Thousands of people see abandoned mines as their last hope and risk their lives for as little as R70 a day. Picture: Boxer Ngwenya

Johannesburg - When companies design development programs for areas near their operations in South Africa that are required to win government approval for licenses, local communities are often not consulted and have no right to veto the mines, according to a group that’s lobbying for stronger regulation.

In five case studies of mines ranging from platinum and coal extraction to clay, the Centre for Applied Legal Studies, based at Johannesburg’s University of the Witwatersrand, found that most communities were unaware of the commitments companies made in the social plans and in almost all cases those promises weren’t fulfilled.

The plans, along with legislation demanding greater black ownership of assets that account for about half of South Africa’s exports, are supposed to be part of the post-apartheid government’s plans to reduce inequality. Mines in South Africa are often ringed by shanty towns housing migrant workers, while environmental damage to surrounding areas regularly threatens the livelihoods of local communities.

“Our case studies, together with the testimonies of mining communities, would suggest that social and labour plans are not assisting in overcoming systemic inequality,” the study’s authors, Robert Krause and Louis Snyman, said. “There should be circumstances in which communities are to be accorded the right to say ‘no’ to mining.”

Apartheid impact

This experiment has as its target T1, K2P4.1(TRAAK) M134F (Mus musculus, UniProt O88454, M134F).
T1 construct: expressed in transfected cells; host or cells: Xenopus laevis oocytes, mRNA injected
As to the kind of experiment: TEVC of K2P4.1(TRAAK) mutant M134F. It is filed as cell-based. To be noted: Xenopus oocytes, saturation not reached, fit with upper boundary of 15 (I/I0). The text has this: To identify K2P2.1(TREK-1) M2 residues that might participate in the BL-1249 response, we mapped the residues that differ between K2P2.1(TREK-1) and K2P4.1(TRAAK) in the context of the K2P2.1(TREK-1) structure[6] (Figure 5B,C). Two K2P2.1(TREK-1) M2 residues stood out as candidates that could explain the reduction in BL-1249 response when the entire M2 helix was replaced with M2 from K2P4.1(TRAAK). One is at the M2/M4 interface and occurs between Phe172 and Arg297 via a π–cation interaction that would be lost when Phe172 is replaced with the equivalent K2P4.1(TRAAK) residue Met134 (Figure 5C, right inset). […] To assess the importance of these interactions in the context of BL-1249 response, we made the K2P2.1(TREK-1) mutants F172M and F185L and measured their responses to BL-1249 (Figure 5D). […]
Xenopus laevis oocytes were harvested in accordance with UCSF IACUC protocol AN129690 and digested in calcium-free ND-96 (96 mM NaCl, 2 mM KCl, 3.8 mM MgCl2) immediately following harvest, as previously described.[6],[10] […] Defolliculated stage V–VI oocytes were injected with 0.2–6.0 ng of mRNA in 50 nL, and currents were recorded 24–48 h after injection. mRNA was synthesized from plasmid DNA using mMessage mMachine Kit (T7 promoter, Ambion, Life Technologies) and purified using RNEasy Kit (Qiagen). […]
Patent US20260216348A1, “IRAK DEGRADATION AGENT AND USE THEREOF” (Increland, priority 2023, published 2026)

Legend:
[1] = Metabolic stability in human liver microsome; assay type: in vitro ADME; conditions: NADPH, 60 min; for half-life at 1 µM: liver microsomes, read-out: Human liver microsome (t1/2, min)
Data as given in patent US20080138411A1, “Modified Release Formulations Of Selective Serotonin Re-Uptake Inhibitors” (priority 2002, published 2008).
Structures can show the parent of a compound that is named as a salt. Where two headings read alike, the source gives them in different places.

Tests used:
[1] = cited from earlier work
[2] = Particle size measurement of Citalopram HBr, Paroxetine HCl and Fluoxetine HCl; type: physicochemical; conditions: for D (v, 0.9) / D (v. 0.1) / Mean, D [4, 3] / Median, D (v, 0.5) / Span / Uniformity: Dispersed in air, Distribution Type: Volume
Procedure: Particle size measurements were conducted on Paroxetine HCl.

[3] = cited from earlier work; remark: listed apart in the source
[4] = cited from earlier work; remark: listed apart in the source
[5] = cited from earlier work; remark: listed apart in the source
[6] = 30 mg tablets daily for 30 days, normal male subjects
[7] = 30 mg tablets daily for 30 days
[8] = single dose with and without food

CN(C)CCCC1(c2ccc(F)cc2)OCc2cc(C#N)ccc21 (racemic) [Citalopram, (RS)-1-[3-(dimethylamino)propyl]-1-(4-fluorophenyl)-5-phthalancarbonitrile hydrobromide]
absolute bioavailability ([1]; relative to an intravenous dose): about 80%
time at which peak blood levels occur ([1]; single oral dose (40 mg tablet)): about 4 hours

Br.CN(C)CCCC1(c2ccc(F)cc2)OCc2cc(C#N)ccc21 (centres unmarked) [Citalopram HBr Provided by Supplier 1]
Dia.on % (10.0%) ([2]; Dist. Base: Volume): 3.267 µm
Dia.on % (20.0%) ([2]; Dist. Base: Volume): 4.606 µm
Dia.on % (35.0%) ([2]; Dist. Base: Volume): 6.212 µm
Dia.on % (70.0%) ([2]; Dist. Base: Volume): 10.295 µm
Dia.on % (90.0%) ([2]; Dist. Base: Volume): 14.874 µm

Mining legislation introduced in 2004 requires mines to establish and implement social and labour plans in order to be granted a license. It was intended to try and redress the negative impacts of mining during the apartheid era when many companies employed cheap black labour, often housed in single-sex hostels.

The case studies, in which the mines and their owners were not identified, said that the companies had failed to meet commitments ranging from building houses and childcare centres to funding bursaries.

Read also: The plight of communities near mines

In most cases the local community was unaware of the commitments the companies had made in order to secure the mining licenses, according to the study. Often they concluded agreements with traditional leaders without wider community consultation.

Legislation should be amended to ensure that there is more public participation in the design of the plans, there should be more transparency and the wishes of communities should be taken into account, the authors of the study said.

“Participation is a fundamental deficit in the minerals benefits system. Allowing further ambiguity in this area will perpetuate the further exclusion of communities from the mineral benefit stream,” they said. “The importance of making public participation part of formal hard law cannot be overstated.”